JJ College of Architecture, Mumbai
It is with profound sadness that we mark the passing of Sharad Madan, distinguished architect and one of our senior most alumni. He expired on 7th June 2014 after a brief illness. He was 85.
Madan Sir had perhaps the longest stint in Sir JJ College of Architecture as a Visiting Faculty- for more than 30 continuous years. His time as a teacher outdistanced the senior most full-time faculty of our college by quite a few years. I am proud to be both a student and colleague to him. For several years he was a final year Thesis Guide, and several of our best students have excelled under his mentor-ship. In recent years he taught working drawings and architectural design. Madan Sir was always popular with the students who constantly reached out to him for his sound architectural knowledge and friendly guidance. He was one of the first to get comfortable with assessing a students work on the computer screen, a skill that some of us still struggle with. As for me, he was the backbone of the final year working drawings class that I have been coordinating for some years now. In fact, he was scheduled to stat a new academic year with me in the first week of June. His absence is acutely felt.
Sharad Madan was one of the few alumni we had the privilege to know who joined the Sir JJ School of Art to study architecture in the late 40s. Solomon Reuben was the principal then, and the city was dealing with the twin challenges of independence and urban development. Madan had a long career as an architect, being one of the principals of the firm Madan, Patki and Razdan with several projects in Mumbai and beyond. The Vishnudas Bhave Sabhagriha in Vashi is one of his most notable public buildings. He was part of the first group of modernists who set up practice immediately after independence and led the way in architecture that contrasted with the work that was produced for the two decades before.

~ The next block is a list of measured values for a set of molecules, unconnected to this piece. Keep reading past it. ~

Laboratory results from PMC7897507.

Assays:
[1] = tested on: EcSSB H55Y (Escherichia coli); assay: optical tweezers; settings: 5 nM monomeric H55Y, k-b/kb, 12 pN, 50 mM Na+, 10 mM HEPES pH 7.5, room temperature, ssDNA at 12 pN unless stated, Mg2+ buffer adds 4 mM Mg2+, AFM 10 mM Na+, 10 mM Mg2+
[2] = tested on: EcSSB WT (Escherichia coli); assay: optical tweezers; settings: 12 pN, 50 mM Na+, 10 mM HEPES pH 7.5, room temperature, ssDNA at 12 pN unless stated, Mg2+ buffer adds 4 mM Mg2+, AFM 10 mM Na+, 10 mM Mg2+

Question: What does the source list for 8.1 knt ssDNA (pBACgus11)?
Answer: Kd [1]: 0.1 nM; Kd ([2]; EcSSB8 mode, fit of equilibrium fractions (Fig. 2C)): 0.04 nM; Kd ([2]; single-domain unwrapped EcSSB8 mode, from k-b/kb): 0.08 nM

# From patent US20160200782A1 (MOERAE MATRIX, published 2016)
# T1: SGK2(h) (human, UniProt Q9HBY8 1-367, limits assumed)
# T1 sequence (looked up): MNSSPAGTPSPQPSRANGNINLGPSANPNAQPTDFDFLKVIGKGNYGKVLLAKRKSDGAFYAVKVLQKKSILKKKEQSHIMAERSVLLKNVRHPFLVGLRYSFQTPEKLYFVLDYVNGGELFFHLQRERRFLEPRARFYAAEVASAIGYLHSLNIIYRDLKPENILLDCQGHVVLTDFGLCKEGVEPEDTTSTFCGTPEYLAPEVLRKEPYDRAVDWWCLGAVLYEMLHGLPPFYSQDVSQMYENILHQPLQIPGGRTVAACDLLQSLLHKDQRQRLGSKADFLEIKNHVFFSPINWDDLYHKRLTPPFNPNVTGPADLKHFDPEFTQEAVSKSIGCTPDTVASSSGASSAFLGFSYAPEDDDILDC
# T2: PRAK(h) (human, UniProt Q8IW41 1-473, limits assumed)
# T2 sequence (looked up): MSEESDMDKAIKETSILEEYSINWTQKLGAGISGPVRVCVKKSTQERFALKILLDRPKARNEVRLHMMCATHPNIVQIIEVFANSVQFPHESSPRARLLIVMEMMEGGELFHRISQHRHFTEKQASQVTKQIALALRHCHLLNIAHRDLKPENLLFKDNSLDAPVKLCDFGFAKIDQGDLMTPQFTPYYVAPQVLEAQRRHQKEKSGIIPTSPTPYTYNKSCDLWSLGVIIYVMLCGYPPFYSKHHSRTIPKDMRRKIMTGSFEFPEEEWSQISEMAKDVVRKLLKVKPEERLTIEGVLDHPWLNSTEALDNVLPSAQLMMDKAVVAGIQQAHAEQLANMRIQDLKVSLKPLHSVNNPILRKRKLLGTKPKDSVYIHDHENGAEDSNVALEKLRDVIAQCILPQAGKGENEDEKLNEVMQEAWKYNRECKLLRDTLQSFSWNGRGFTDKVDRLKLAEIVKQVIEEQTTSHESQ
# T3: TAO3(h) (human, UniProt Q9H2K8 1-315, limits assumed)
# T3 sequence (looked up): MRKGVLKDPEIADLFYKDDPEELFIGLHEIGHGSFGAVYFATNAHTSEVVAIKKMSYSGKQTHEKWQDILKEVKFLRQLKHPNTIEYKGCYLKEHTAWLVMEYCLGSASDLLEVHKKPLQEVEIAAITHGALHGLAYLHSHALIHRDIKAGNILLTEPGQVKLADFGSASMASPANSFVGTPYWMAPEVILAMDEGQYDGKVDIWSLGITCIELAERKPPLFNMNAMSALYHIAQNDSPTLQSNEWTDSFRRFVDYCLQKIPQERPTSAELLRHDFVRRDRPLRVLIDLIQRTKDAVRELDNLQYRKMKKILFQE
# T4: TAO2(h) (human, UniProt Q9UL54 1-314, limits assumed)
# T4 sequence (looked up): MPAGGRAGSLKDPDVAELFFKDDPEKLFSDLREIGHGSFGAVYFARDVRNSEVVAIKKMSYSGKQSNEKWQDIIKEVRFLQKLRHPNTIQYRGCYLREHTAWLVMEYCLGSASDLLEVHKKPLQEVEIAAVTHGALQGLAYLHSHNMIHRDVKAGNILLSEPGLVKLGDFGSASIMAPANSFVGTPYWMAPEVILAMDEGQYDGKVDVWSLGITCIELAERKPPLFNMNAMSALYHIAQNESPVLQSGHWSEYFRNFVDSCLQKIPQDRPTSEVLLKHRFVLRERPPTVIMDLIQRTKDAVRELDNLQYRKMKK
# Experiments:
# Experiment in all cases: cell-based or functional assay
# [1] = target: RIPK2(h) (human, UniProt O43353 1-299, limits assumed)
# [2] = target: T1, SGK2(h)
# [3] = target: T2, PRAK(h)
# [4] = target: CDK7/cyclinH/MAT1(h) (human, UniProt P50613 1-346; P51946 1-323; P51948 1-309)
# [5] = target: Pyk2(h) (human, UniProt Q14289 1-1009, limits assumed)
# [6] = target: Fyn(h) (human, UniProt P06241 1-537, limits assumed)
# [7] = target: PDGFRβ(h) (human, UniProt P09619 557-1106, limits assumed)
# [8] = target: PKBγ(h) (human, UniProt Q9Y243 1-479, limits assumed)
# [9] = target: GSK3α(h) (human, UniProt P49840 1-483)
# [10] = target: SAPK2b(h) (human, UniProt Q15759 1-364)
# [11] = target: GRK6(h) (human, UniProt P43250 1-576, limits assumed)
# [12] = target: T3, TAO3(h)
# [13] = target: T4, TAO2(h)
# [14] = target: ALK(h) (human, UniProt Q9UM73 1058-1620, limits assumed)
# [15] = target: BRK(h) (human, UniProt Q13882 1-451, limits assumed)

Despite his achievements and vast knowledge (which he happily shared), he was self-effacing and disdained the limelight. But he could light up a studio by his grace and cheerfulness and an impeccable sartorial presence, He leaves behind are several friends, relatives, colleagues and a large number of students who owe their careers to him.
Madan Sir, thank you for everything. We will always miss you.
- Prof. Mustansir Dalvi